“I think CRA is pretty fair. If you make what I call a reasonable estimate, they’re pretty reasonable with you,” he says.

“And that’s why I say you don’t want to claim your entire floor [or your] entire basement. No, they’re going to figure it out sooner or later. A home office is not an entire basement.”

He strongly cautions that anything that stands out as inconsistent with home office expenditures might raise concerns.

“Any major variations in expenses, they will usually question you. And then if they want to question you even further, then you’re subject to an audit where you have to verify everything. And people don’t realize the significance of an audit because an audit won’t come for years later,” he says.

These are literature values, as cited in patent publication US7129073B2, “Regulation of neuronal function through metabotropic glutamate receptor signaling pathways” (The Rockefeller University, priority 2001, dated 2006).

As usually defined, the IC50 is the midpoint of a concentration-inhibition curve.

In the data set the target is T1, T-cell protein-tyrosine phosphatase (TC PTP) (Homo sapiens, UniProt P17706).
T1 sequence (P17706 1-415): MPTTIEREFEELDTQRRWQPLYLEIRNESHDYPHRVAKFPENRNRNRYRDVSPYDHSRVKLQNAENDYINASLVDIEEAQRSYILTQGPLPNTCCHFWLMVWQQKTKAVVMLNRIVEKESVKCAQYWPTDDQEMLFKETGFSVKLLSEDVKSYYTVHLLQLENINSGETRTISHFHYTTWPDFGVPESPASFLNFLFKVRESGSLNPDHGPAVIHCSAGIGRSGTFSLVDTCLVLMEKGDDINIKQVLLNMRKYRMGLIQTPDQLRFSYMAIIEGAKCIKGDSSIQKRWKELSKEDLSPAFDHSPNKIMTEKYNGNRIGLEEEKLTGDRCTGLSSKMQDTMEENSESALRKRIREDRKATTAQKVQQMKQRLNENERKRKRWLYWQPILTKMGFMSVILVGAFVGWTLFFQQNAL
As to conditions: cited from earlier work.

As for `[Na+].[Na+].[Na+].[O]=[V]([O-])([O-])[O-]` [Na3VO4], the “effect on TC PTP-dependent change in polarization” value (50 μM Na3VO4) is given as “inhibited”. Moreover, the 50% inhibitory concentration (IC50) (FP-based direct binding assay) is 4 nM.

“So if you’re wrong or you embellished a little bit, they’re going to come back and you’re going to end up having to pay taxes backdated three, four years. And as we know the interest rates are a little higher, then you’re going to have to pay all that back interest too.”

To avoid any questions and unnecessary hassles, he advises keeping calculations as rational and realistic as possible and making sure you can back them up with proof.

“Just remember, keep your receipts – it’s the best thing for everything. That way if you’re ever questioned by CRA on anything, you’ve got proof there.”